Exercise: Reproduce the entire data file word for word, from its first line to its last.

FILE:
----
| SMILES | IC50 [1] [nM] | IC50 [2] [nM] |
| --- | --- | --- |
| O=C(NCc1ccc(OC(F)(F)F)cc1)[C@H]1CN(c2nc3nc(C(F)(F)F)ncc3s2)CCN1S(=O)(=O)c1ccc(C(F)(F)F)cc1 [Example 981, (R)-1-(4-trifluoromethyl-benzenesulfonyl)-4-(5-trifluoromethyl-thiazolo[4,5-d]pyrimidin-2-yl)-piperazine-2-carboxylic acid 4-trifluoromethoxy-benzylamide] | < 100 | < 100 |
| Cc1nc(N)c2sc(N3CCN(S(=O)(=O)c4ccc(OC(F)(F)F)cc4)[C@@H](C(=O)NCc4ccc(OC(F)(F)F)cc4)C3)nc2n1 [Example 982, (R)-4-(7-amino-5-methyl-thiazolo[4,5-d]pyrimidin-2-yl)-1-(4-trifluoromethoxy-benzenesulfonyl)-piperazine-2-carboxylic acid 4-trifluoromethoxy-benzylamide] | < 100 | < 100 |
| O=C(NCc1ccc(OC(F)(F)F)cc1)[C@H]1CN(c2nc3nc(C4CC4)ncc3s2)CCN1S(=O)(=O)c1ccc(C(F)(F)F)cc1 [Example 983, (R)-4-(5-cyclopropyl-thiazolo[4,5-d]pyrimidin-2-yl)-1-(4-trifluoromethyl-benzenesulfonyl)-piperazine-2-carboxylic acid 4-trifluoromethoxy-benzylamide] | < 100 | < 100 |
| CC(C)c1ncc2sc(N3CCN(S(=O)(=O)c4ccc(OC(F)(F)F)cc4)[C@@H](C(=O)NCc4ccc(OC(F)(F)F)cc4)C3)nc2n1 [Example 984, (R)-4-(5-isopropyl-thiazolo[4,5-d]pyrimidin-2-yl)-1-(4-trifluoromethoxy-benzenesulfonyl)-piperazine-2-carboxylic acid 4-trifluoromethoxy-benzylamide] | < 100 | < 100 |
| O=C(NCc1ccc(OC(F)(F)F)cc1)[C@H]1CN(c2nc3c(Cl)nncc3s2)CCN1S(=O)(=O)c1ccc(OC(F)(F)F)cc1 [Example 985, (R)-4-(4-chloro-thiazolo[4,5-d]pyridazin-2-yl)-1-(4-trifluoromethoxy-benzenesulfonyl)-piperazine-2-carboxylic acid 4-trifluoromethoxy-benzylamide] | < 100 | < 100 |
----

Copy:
| SMILES | IC50 [1] [nM] | IC50 [2] [nM] |
| --- | --- | --- |
| O=C(NCc1ccc(OC(F)(F)F)cc1)[C@H]1CN(c2nc3nc(C(F)(F)F)ncc3s2)CCN1S(=O)(=O)c1ccc(C(F)(F)F)cc1 [Example 981, (R)-1-(4-trifluoromethyl-benzenesulfonyl)-4-(5-trifluoromethyl-thiazolo[4,5-d]pyrimidin-2-yl)-piperazine-2-carboxylic acid 4-trifluoromethoxy-benzylamide] | < 100 | < 100 |
| Cc1nc(N)c2sc(N3CCN(S(=O)(=O)c4ccc(OC(F)(F)F)cc4)[C@@H](C(=O)NCc4ccc(OC(F)(F)F)cc4)C3)nc2n1 [Example 982, (R)-4-(7-amino-5-methyl-thiazolo[4,5-d]pyrimidin-2-yl)-1-(4-trifluoromethoxy-benzenesulfonyl)-piperazine-2-carboxylic acid 4-trifluoromethoxy-benzylamide] | < 100 | < 100 |
| O=C(NCc1ccc(OC(F)(F)F)cc1)[C@H]1CN(c2nc3nc(C4CC4)ncc3s2)CCN1S(=O)(=O)c1ccc(C(F)(F)F)cc1 [Example 983, (R)-4-(5-cyclopropyl-thiazolo[4,5-d]pyrimidin-2-yl)-1-(4-trifluoromethyl-benzenesulfonyl)-piperazine-2-carboxylic acid 4-trifluoromethoxy-benzylamide] | < 100 | < 100 |
| CC(C)c1ncc2sc(N3CCN(S(=O)(=O)c4ccc(OC(F)(F)F)cc4)[C@@H](C(=O)NCc4ccc(OC(F)(F)F)cc4)C3)nc2n1 [Example 984, (R)-4-(5-isopropyl-thiazolo[4,5-d]pyrimidin-2-yl)-1-(4-trifluoromethoxy-benzenesulfonyl)-piperazine-2-carboxylic acid 4-trifluoromethoxy-benzylamide] | < 100 | < 100 |
| O=C(NCc1ccc(OC(F)(F)F)cc1)[C@H]1CN(c2nc3c(Cl)nncc3s2)CCN1S(=O)(=O)c1ccc(OC(F)(F)F)cc1 [Example 985, (R)-4-(4-chloro-thiazolo[4,5-d]pyridazin-2-yl)-1-(4-trifluoromethoxy-benzenesulfonyl)-piperazine-2-carboxylic acid 4-trifluoromethoxy-benzylamide] | < 100 | < 100 |